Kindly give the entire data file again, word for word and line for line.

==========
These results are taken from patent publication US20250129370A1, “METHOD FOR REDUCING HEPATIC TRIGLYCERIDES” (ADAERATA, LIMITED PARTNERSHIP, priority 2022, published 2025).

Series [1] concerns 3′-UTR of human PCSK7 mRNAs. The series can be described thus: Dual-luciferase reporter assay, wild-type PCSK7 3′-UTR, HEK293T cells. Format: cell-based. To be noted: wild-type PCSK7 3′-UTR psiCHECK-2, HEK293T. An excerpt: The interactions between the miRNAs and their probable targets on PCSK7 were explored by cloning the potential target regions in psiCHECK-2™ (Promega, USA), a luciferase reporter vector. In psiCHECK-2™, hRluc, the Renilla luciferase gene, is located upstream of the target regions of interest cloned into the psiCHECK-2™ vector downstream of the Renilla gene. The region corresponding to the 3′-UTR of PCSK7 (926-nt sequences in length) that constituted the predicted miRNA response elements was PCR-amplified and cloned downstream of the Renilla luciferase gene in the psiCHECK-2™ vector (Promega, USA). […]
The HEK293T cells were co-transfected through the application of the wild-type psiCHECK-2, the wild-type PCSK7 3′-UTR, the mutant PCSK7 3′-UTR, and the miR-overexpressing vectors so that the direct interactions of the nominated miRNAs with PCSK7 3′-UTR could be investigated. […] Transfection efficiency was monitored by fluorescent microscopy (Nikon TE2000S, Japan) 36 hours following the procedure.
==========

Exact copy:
These results are taken from patent publication US20250129370A1, “METHOD FOR REDUCING HEPATIC TRIGLYCERIDES” (ADAERATA, LIMITED PARTNERSHIP, priority 2022, published 2025).

Series [1] concerns 3′-UTR of human PCSK7 mRNAs. The series can be described thus: Dual-luciferase reporter assay, wild-type PCSK7 3′-UTR, HEK293T cells. Format: cell-based. To be noted: wild-type PCSK7 3′-UTR psiCHECK-2, HEK293T. An excerpt: The interactions between the miRNAs and their probable targets on PCSK7 were explored by cloning the potential target regions in psiCHECK-2™ (Promega, USA), a luciferase reporter vector. In psiCHECK-2™, hRluc, the Renilla luciferase gene, is located upstream of the target regions of interest cloned into the psiCHECK-2™ vector downstream of the Renilla gene. The region corresponding to the 3′-UTR of PCSK7 (926-nt sequences in length) that constituted the predicted miRNA response elements was PCR-amplified and cloned downstream of the Renilla luciferase gene in the psiCHECK-2™ vector (Promega, USA). […]
The HEK293T cells were co-transfected through the application of the wild-type psiCHECK-2, the wild-type PCSK7 3′-UTR, the mutant PCSK7 3′-UTR, and the miR-overexpressing vectors so that the direct interactions of the nominated miRNAs with PCSK7 3′-UTR could be investigated. […] Transfection efficiency was monitored by fluorescent microscopy (Nikon TE2000S, Japan) 36 hours following the procedure.